I really don’t begrudge the outdoor recreationalist his or her fun. He or she belongs to other things: careers, classes, religions, cultures. I understand. Belonging puts climbing and everything associated with climbing in perspective. It justifies the ice park atmosphere and bidirectional queues in the desert.

I understand because, as I crouch on the little ledge, a strong sense of belonging comes over me. I look down over the ant lines, the obscene Scottsdale compounds, and the roads leading off toward the ice park. I lean back on the rough desert granite, one hand on the rope, and it all comes into perspective.


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What Is It Exactly?

Theology and its discontents are the source of endless confusion. To be clear, there are certain, specific parts of it which are problematic.

“God’s intent”, “God’s thoughts”, “God’s feelings” are used as poor metaphors for our understanding  of some unfathomable necessity which precedes existence.

Apologies and Natural Theology cannot apply, as the “entity” in question defies explanation. You either feel, for one personal reason or another, that you can’t live without this “thing” at the bottom of it all, or not. I won’t argue against that; no one can.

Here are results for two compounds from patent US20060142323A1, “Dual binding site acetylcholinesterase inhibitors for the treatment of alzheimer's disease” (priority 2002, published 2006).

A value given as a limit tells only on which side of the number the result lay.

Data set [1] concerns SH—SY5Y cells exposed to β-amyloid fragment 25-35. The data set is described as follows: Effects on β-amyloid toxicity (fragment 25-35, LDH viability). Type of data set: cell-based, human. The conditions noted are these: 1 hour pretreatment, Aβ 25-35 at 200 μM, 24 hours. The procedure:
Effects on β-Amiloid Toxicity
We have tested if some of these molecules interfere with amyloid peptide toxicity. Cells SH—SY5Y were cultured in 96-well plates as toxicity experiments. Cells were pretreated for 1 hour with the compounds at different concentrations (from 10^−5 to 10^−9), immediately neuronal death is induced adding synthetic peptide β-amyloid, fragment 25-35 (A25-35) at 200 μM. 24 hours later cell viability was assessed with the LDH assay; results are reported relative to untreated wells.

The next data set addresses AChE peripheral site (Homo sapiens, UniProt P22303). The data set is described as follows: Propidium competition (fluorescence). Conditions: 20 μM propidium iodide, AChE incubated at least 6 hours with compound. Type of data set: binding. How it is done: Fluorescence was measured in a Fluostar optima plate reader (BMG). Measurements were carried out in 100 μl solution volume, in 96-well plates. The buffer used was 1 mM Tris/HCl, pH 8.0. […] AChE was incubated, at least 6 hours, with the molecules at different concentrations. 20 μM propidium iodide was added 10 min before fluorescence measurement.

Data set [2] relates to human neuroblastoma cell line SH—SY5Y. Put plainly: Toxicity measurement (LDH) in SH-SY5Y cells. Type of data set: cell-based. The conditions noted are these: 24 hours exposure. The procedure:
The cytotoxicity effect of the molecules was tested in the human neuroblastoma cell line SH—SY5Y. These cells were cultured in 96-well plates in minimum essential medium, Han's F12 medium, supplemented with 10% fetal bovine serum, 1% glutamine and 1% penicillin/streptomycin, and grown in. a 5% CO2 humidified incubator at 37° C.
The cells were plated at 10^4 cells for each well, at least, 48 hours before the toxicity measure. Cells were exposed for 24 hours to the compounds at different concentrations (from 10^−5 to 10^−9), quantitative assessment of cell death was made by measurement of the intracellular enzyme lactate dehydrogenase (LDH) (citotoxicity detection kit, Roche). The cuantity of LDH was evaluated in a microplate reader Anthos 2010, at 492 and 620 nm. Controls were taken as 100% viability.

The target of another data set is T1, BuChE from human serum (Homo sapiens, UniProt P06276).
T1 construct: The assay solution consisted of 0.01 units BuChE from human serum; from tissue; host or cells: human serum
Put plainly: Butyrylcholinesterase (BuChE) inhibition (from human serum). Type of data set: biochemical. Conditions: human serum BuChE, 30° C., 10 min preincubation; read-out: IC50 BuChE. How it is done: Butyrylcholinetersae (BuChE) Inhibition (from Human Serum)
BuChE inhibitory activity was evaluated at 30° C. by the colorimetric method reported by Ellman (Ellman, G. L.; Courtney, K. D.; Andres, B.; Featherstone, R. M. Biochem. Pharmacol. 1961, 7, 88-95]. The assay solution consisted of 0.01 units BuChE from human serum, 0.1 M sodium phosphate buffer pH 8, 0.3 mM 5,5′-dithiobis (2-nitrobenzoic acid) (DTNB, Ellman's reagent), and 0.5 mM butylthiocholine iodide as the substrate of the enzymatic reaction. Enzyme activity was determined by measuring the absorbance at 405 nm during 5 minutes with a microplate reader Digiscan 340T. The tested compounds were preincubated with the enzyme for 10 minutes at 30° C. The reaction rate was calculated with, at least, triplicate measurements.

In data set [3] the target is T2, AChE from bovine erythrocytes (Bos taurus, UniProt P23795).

But the “quotations” get dropped so quickly, and then the subject of the conversation becomes a truly disembodied mind. It is something without location or temporal orientation, yet it is something which has plans, thinks, and has experiences.

That set of notions is simply incoherent with the first notion. In fact, that second set of notions doesn’t fit together with anything. It is a word salad. You can’t convince me of it, and you don’t even believe it yourself, because there is nothing there to believe or not.


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You Betcha

We’re either all going to Heaven or we ain’t. – Sonny Steele

When the end comes to this old world,

The righteous will cry and the rest will curl up,

And God won’t take the time to sort your ashes from mine,